Robert Frost’s poem is particularly apposite to the issue of class discrimination. Those of us from a rich and diverse range of working class heritages, and who are academics and professionals, have taken the less travelled path, which ‘has made all the difference’. The difference is both systematic and personal.

Successive governments in the United Kingdom have made social mobility, and not the prevention and prohibition of class discrimination, the well-travelled path. Preventing class discrimination returns autonomy to those who are working class, whereas many social mobility schemes have not been designed in full consultation with working class heritage people, nor are they often governed by a majority of working class people in the same way as are schemes promoting equal access for those with disabilities, or with ethnic minorities and women.

In addition, although many social mobility schemes have been of great value, because they are mostly private and charitable, they have no alternative but to cherry-pick beneficiaries. They cannot extend their schemes to everyone eligible in the entire country. Similarly, social mobility does not benefit those who are proud and happy living working class lives, but who do not wish to be stigmatised as lazy and feckless.  This stigma applies inter-generationally. In wanting to establish an organisation which could support, mentor, and improve conditions for working class heritage academics and students, some senior academics refused my request to join me, because they feared prejudice and did not wish publicly to identify their heritage. They also did not wish their parents to be stigmatised for living working class lives. Unfortunately, both fears have much foundation.

In the past five years, however, several new initiatives have been developed by academics from working class heritages, rather than relying upon initiatives which have not involved working class heritage people in significant leadership roles. These initiatives include books narrating the experiences of working class academics[1],  a web-based project on shared story-telling of working class heritage academics,  journal and chapter articles calling for class discrimination to be prohibited.

The establishment of the Alliance of Working Class Academics, including by brave younger working class scholars with much to lose, the drafting of the University Code on Equal Opportunity for Working Class Students and Academics 2021,  the establishment of a Journal on Class and Culture, and now a new Parliamentary Petition to prohibit intersectional class discrimination.

The Parliamentary Petition calls for the Equality Act to be amended to prohibit social class discrimination in the same way as it prohibits the other nine forms of unacceptable discrimination. It also calls for the prevention of class discrimination to be included within the mandate of the Equality and Human Rights Commission.  The Petition has been shared by the Runnymede Trust, the Discrimination Lawyers Association, and the Fairness Foundation.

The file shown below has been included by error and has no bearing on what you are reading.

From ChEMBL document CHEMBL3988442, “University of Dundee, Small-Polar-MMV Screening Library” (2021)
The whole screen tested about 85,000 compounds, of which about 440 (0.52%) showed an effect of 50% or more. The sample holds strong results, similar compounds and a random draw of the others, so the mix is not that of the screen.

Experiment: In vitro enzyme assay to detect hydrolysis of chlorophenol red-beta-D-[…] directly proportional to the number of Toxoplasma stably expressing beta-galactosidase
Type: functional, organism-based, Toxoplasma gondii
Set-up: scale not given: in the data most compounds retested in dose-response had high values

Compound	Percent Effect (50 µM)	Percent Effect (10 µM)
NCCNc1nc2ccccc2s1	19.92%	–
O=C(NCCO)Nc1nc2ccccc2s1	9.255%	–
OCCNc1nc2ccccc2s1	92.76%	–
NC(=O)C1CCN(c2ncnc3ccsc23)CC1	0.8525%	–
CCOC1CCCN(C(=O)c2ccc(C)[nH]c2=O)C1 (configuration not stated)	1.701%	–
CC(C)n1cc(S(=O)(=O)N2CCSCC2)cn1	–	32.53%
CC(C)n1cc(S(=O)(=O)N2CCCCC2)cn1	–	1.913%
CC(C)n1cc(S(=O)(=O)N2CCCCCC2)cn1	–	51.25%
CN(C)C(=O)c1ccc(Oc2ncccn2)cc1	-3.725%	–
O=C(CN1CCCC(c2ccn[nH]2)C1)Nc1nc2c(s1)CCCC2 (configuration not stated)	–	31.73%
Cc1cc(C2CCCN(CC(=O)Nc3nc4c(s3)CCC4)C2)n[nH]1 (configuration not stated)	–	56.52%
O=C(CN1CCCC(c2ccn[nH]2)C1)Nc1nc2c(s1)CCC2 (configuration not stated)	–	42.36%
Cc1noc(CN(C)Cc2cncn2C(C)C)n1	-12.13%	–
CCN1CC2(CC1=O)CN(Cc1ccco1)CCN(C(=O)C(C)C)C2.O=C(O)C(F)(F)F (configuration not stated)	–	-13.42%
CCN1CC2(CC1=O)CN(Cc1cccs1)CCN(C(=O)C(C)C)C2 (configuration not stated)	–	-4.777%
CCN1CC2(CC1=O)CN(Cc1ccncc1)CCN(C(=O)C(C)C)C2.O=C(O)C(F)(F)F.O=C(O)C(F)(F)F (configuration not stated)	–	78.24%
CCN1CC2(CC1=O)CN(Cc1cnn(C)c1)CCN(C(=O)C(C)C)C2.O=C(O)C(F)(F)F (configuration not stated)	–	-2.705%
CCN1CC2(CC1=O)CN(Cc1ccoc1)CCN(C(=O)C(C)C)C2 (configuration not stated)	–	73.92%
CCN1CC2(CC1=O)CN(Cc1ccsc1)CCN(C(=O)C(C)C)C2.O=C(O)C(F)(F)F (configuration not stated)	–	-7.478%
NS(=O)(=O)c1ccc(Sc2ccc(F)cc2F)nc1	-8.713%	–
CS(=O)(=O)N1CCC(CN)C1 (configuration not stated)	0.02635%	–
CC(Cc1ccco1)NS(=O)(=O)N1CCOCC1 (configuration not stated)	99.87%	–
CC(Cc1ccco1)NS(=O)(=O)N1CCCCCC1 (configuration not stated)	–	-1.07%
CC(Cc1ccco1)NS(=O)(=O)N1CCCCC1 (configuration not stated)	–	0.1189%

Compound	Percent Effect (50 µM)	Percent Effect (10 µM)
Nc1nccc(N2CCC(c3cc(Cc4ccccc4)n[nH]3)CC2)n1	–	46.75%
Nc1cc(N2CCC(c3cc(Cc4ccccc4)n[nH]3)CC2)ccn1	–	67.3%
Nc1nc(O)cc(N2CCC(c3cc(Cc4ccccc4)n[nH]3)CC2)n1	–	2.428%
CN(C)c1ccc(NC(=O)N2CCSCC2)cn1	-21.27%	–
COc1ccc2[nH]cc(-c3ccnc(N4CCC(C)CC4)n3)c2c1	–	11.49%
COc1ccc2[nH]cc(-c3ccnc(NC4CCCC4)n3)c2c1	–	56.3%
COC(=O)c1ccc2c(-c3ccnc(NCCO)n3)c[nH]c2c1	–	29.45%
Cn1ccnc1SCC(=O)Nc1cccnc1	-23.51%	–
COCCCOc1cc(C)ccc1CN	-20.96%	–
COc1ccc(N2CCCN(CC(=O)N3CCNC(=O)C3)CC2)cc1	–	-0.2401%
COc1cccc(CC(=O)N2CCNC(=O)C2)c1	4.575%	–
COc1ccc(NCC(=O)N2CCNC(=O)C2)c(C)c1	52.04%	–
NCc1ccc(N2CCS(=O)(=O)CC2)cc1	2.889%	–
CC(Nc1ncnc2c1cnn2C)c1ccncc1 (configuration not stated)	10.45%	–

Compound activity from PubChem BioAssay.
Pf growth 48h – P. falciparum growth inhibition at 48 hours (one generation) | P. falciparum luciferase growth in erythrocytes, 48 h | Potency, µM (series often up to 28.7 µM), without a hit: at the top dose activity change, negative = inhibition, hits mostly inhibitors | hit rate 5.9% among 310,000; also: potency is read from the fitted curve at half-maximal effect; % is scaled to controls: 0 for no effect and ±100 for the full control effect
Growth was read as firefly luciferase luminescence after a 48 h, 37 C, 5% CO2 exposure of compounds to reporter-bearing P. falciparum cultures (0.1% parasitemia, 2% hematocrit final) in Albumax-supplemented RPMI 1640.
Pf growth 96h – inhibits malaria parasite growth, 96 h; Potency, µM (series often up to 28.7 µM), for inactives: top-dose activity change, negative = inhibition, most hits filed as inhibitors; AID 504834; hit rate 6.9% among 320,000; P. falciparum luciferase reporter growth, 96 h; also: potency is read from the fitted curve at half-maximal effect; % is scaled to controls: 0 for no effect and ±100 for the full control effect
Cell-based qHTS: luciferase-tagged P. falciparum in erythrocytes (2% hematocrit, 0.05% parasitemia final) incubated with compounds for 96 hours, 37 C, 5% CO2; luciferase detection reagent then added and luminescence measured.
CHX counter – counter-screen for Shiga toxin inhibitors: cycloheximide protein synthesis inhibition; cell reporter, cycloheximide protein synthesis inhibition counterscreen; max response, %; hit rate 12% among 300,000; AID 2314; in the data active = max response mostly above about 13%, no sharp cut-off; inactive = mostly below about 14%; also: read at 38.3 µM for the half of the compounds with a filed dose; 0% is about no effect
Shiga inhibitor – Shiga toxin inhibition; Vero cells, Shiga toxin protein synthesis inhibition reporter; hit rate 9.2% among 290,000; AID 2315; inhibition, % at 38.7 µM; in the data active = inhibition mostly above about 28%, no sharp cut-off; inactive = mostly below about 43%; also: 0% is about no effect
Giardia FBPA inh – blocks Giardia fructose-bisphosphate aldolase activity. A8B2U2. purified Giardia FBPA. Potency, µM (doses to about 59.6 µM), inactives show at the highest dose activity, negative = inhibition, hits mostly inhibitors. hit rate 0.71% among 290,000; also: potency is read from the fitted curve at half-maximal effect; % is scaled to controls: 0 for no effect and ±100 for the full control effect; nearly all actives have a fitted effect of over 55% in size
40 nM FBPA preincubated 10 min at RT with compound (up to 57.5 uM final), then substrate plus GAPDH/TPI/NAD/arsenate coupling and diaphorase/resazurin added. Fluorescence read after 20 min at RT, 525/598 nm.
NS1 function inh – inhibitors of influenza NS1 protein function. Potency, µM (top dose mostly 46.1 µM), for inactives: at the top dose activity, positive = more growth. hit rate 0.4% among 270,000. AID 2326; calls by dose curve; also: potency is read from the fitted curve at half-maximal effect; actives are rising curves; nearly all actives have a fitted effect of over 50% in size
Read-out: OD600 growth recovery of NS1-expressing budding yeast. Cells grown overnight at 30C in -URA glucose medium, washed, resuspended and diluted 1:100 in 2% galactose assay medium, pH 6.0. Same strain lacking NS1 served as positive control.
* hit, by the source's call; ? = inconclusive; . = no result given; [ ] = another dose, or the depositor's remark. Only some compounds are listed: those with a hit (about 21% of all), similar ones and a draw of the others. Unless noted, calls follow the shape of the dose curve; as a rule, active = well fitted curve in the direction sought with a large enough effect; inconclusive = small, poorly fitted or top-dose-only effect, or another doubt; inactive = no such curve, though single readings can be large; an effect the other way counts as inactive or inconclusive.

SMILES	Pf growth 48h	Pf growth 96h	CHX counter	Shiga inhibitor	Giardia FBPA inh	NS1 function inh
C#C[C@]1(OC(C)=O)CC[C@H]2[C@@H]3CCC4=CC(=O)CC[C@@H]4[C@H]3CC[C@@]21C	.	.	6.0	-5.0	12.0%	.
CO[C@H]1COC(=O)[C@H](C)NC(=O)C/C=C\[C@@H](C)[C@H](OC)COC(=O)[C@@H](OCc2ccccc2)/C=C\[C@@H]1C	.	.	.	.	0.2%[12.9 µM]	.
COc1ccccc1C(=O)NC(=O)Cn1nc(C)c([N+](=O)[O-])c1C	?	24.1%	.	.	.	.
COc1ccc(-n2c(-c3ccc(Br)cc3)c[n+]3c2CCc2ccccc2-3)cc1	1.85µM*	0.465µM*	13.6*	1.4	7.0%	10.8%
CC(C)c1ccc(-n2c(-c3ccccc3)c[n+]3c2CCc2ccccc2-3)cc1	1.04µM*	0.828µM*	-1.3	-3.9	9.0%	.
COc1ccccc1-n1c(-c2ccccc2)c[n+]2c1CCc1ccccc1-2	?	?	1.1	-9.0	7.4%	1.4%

The petition is not a plea for an additional category of victimhood, nor is it an argument that class identity trumps other identities; rather, it is a considered response to the growing gaps in income and wealth inequalities, in which intersectional class has either been invisible, intentionally ignored, or forgotten.

Included in the many advantages of banning class discrimination is, that a closure of a hospital which indirectly negatively impacts on poorer communities would be prohibited; interviewers would not be able to discriminate on the basis of class accents, and data on homelessness, schooling and on the class pay gap could be gathered nationally.

Nor is the Petition about exclusionary, historical images of class: male and Caucasian. Class is a richly inclusive identity which has the capacity to unite, rather than to intensify the so-called ‘culture wars’.  As bell hooks, the African-American scholar wrote, ‘Nowadays it is fashionable to talk about race or gender’, but ‘[t]he uncool subject is class. It’s the subject that makes us all tense, nervous, uncertain about where we stand’. Such tension has made us underestimate class, to the detriment of the increasing many struggling with poverty.

The Parliamentary Petition Banning Class Discrimination is still open for signature and 10,000 signatures will lead to a government response.

These changes may involve some soul searching. Working class heritage postgraduate students and academic staff almost uniformly express the challenges they face when submitting grant applications in seeking to research class and social mobility. It is a subject which they know in depth and yet, as perhaps an analysis of the history of grant applications from the Social Mobility Commission to academic funding bodies might reveal, a significantly smaller number of grants are being awarded to those with less resources.  It is not a question of excluding anyone, but it is a question of sharing, which is a basis of anti-discrimination law and equality policies.

[1] Carole Binns, Experiences of Academics from a Working-Class Heritage; Iona Burnell Reilly ed., The Lives of Working Class Academics – Getting Ideas Above Your Station

© 2023 Professor Emerita Geraldine Van Bueren is a Visiting Fellow of Kellogg College Oxford, chair of the international Alliance of Working Class Academics and a former commissioner on the Equality and Human Rights Commission. She is grateful to the Leverhulme Foundation for its generous grant for her work on social mobility, class and the law enabling her to write Class and Law (Hart forthcoming).